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Technologies that don't know they're dead: DVDs

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Technologies that don't know they're dead: DVDs

Old 07-29-08, 07:18 PM
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Technologies that don't know they're dead: DVDs

It's mostly supposed to be funny, but they make some good points:

After ten years we're finally seeing dropping dvd sales. Considering movies can already be downloaded onto set-top boxes on a pay-per-view basis, and can be downloaded over the internet on a pay-nothing-per-view basis, it's a wonder it took this long. Any economists reading may recognize that combination of risk factors and symptoms the same way doctors recognize coughing, shortness of breath and a constellation of funny-shapes on a chest X-ray.

Companies like Sony would like to think the dip is due to people getting all excited about Bluray, but while Bluray sales have inched along, movie downloads have doubled.

Meanwhile Netflix has made a deal with Microsoft so that anyone who owns an XBox 360 can get a subscription to download Netflix movies, physical media be damned.

Why are they still around?
Box sets of TV shows have inexplicably injected huge profits into DVD over the last few years. Even though the shows are free to watch in rerun form and, if you're not happy with that, rips are available four nanoseconds before a show finishes airing. But loyal fans hold out for the official box set. If you're new to this human thing called "capitalism", corporations interpret "loyalty" the way a prisoner might interpret "dropping the soap".

For example, The Sopranos box set planned for later this year will cost four hundred dollars. This officially makes the studio better at criminal extortion than the characters on the DVDs. Unless they include a special "real ending" as an extra, we're guessing it won't be worth it.

The big question at this point is if Bluray ever takes off, since it's offering something that can't be downloaded (or not easily anyway--an HD movie takes an entire day to download on most connections). So until our internet connections improve, sellers of movies on disc will have to depend on the market segment willing to pay to see every speck of dust on Batman's suit.
Of course, this doesn't take into account all of us OCD weirdos who like to have collections.
Old 07-29-08, 07:27 PM
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Bull. Currently having on dial-up internet, I can see myself trying to download a movie.

I'll keep my DVDs as long as possible.
Old 07-29-08, 07:30 PM
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Originally Posted by Flicker
Bull. Currently having on dial-up internet, I can see myself trying to download a movie.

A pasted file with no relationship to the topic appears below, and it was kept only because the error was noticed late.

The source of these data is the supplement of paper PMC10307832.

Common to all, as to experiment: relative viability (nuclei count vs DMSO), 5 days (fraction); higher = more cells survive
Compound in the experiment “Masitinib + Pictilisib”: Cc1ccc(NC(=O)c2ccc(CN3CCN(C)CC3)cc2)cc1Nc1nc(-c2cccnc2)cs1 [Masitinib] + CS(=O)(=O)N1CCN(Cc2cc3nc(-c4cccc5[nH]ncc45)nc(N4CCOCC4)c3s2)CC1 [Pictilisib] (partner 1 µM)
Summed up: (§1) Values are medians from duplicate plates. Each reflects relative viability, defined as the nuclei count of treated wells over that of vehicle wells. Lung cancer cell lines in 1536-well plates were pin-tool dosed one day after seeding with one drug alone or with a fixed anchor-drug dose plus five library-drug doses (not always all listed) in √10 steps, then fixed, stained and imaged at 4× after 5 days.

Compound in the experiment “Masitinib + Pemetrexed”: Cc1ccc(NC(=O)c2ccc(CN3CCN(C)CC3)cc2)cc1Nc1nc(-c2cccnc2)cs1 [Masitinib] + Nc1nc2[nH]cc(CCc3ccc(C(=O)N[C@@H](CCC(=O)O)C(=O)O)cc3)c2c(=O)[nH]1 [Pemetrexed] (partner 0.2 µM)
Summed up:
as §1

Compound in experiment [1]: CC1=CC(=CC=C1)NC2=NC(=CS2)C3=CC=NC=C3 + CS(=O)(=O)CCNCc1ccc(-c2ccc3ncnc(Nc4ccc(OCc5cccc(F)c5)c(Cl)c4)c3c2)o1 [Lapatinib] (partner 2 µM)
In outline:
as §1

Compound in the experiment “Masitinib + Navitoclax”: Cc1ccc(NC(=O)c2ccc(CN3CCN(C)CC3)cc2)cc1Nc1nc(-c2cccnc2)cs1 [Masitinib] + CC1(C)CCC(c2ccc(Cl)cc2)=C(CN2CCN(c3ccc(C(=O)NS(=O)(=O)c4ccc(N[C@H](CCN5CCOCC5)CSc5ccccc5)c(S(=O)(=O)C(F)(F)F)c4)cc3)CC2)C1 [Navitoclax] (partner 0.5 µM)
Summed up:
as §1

I'll keep my DVDs as long as possible.
Not to mention, you only download the movie, right? You don't get the commentary track, special features, etc?
Old 07-29-08, 07:32 PM
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I feel the same way about downloading film/tv media as I do about music media - it's not something I would ever PAY money for. The many reasons include:

1) Unless Internet connections to the home improve by orders of magnitude, I'll never be able to get the quality off a download as I can from DVD or Hi-Def media.
2) Compatibility and DRM. Most media distribution companies are going to make sure that I can't use my downloaded media when and where I want. My tvpc runs linux with mythtv and running any new media there would require someone who knows how to program for it and probably reverse engineer a DRM scam.
3) I want to buy what I love, not rent. I rent what I want to check out that I'm unsure of, but I want to OWN what I know I love and want to keep. The video downloads are a scam to prevent me from truly owning my media - it's not bad for the rental market, but stinks for the 'to-buy' crowd.
4) OCD collections: I've FINALLY found the DVD shelves for my tiny condo that can contain my thousand plus dvd collection and I'm loving it. I can finally satisfy my leanings to organize, organize, organize. Now I just need to find some friends to invite in for a good movie. A row of hard drives or burned DVD-Rs just doesn't have the same impact

I think (nay, I hope) that DVD is far from dead. I'm still on the fence about whether Hi-Def will replace DVD in the years to come, but I definitely don't want Internet downloads to completely replace hard media. I think it'll become a competitive force in rental markets and for people who are less caring about the quality of their media, who don't care about extras, commentaries, etc...but I don't think it'll replace DVDs completely - much the same way that CD sales are down but not out.

Michael
Old 07-29-08, 07:37 PM
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I guess the fact that people have been collecting for ten years now has nothing to do with sales leveling off.

I used to be an avid collector, buying several titles a week and more during big sales. The simple fact is, I have most of what I want right now, and I'm down to picking up an odd title a time or two each month.

No big mystery.
Old 07-29-08, 07:43 PM
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Originally Posted by BuckNaked2k
I guess the fact that people have been collecting for ten years now has nothing to do with sales leveling off.

I used to be an avid collector, buying several titles a week and more during big sales. The simple fact is, I have most of what I want right now, and I'm down to picking up an odd title a time or two each month.

No big mystery.

Same here. Money's a little tighter with a new addition to the house anyways, and there's just not a whole lot more I need. Hell, I still don't have the main reason I got into DVD in the first place: (anamorphic) DVDs of the original edition Star Wars trilogy.